Whoever you are supporting in this season’s title race – I don’t imagine you would think of Leicester City being one of those right up there, jostling amongst the big boys for a shot at the title. But this is where the rejuvenated Foxes find themselves now.
Such is their staggering turnaround from almost certainly doomed to relegation at Christmas last year, to now sitting third in the Premier League table almost a year on, many fans have had the word ‘relegation’ eradicated from their Foxes vocabulary, and instead replaced it with the phrase ‘European football’.
Even more remarkable is that, on paper, little has changed from the team that looked set for a quick return to the Championship. Midfield inspirer Esteban Cambiasso departed for pastures new, whilst many players seemed to retain their place in the starting XI. When Nigel Pearson was sacked and replaced by tinkerman Claudio Ranieri, many fans raised an eyebrow at a man who was much more used to dealing with teams of the quality of Chelsea, or Juventus, as his CV dictates. The questions about whether Ranieri could cope with a seemingly tumultuous reign at the King Power Stadium were rife, and arrived in numbers.
Not to be brought down, the Italian has gone about his business quietly, and efficiently. Yet I don’t believe even he could forsee the extent of his magic. The signings of Shinji Okazaki, Nathan Dyer, and Riyad Mahrez, were hardly marquee signings with proven Premier League pedigree, and yet they have proved incredibly shrewd signings for fees that didn’t exactly break the bank. Quite a paradox when you consider the state of affairs of teams who have spent hundreds of millions to be currently sitting in mid table (not looking at Mr Mourinho here!)
Mahrez has proved the signing of the season thus far. With a handful of goals, and more assists, he is already catching the eye of Manchester United, amongst others. His speed and fearlessness in moving forward is something Leciester severely lacked last year, as goals proved hard to come by. Not just his individual wizardry however, Mahrez has also wasted no time in integrating himself with the Foxes team, not to mention the fans. His link up with Jamie Vardy has proved highly fruitful for both players, as Vardy seeks to land himself a spot on the England team for next years Euro’s in France, he can owe some of his current purple patch to the work rate and creativity of Mahrez.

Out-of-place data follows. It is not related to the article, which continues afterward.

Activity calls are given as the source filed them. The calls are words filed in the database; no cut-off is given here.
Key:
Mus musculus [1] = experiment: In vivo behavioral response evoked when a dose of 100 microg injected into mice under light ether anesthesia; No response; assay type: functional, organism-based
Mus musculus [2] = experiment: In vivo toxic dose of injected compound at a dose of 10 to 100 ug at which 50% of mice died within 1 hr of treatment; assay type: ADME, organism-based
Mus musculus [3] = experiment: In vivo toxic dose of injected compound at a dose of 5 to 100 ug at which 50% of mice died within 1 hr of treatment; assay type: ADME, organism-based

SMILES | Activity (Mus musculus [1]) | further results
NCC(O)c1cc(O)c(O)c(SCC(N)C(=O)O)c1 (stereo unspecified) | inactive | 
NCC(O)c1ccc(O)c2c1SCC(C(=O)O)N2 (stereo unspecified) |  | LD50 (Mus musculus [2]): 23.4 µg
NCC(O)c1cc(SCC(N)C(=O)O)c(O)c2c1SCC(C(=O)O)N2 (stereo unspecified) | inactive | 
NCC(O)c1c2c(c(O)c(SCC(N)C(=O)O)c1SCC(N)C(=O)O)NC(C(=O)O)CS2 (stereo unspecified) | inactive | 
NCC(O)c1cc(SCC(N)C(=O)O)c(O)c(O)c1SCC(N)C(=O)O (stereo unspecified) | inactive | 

Whilst much of the plaudits have landed – quite justifiably – at the feet of Mahrez and Vardy, it would be unfair to single them out as the sole reason for Leicester’s good season so far. At the back, Wes Morgan has transformed into something of a brick wall at the back – one reminiscent of Nemanja Vidic, or John Terry in the pair’s yesteryears. A solid bridge of communication between himself and his surrounding defenders – including keeper Kasper Schmeichel, not to mention defensive anchor Danny Drinkwater – has proved vital in Leicester’s ability to shut out the attacks they have faced this year, with the only blot on their copybook being Arsenal putting six past them. Schmeichel himself has found his career constantly on the lines of judgment, thanks in no small part to the legendary exploits of his father, but has quietly become a big presence at the defensive end of City’s team. He has chosen an ideal time to mature into a commander of the box – after the arrival of seasoned Aussie keeper Mark Schwarzer to keep him on his toes and ensures he plays every game like he might be dropped. Schwarzer may be 40, but that does nothing to fade his label of goalkeeping pro.
And what of Ranieri himself? Some said he was too dated a manager to lead Leicester into a period of change and stability. He was disposed of imminently when Roman Abramovich bough Chelsea, and didn’t last all that long as manager of Juventus, or Inter Milan, yet his surprising appointment as Leciester boss shows he is still a man who can cut it in English management. Yet he is also a man who likes to gel himself within the team. His use of local rock band Kasabian to inspire his players to their 4-2 opening day win over Sunderland, his tempting them with pizza if they could keep a clean sheet – something they achieved with a 1-0 against Crystal Palace – are signs that Ranieri’s warm, unique approach to being part of the team is what is making him such an unexpected yet thoroughly enjoyable hit at the King Power Stadium.
Sustaining this kind of form will not be easy for the Foxes. They still have a long way to go, but as they go into the week sitting high and mighty at the top of the table, to lay a bet on them slowing down this unprecedented run of results would take a brave gambler indeed.